The building’s superintendent should play an important role in this, unless he is a large part of the problem.

Overall, a professionally organized and implemented transition can be smooth while affording the board an opportunity to evaluate operations and services and discuss additional improvements with the new manager.

Complying Early with Local Law 87 Has Benefits

Buildings that comply with Local Law 87 prior to their assigned date can benefit from various incentives before funding runs out or regulations change.

The legislation requires large buildings to conduct an energy audit and a retro-commissioning study every 10 years.  The energy audit identifies areas where energy and cost savings could be implemented, though not mandated. The retro-commissioning requires “base building systems” to be at performance capabilities. If not, corrective measures are required.

Incentives for Completing both Retro-Commissioning and Audit

The heating requirements of the retro-commissioning require analysis be conducted during the heating season, which ends in March, negating the possibility of compliance this year. The law provides an incentive for buildings that complete both the retro-commissioning and the audit by the end of 2013.  If accomplished, the date for the next round of compliance is 10 years past the assigned date.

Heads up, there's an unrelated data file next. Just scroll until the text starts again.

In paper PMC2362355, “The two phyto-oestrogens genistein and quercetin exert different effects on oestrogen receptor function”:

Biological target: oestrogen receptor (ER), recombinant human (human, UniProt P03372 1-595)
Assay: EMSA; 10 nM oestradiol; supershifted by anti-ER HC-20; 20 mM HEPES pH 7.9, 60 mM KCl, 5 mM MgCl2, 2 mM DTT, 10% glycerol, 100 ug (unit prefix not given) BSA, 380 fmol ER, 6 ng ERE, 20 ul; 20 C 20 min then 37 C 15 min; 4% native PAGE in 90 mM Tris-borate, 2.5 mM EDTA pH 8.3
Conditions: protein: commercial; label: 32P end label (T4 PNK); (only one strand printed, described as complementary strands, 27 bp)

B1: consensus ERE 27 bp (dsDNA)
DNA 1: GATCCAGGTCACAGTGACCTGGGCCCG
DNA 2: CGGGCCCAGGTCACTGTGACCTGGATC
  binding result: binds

Reports are required based on the last digit of the tax block number.  For example, buildings with the last digit of 3 are required to file in 2013, with 6, in 2016.  The later a building is required to file, the more advantageous it is to comply in 2013.  Those buildings whose tax block number is 2, would be required to file in 2022.  But, if they comply in 2013, the next mandated compliance period would not be until 2032.

Buildings covered by the law are larger than 50,000 gross square feet or two or more buildings on the same tax lot that comprise more than 100,000 gross square feet as we’ll as two or more condominiums governed by the same board that together exceed 100,000 gross square feet.

But, there are significant benefits for buildings complying before the required timeframe, says Brian King, president and CEO, Ecological LLC, an environmental sustainability company.

Incentives are offered by NYSERDA (New York State Energy Research and Development Authority) and others to improve the energy use in buildings.  Changes to the incentives or a lack of funds may make them unavailable in future years.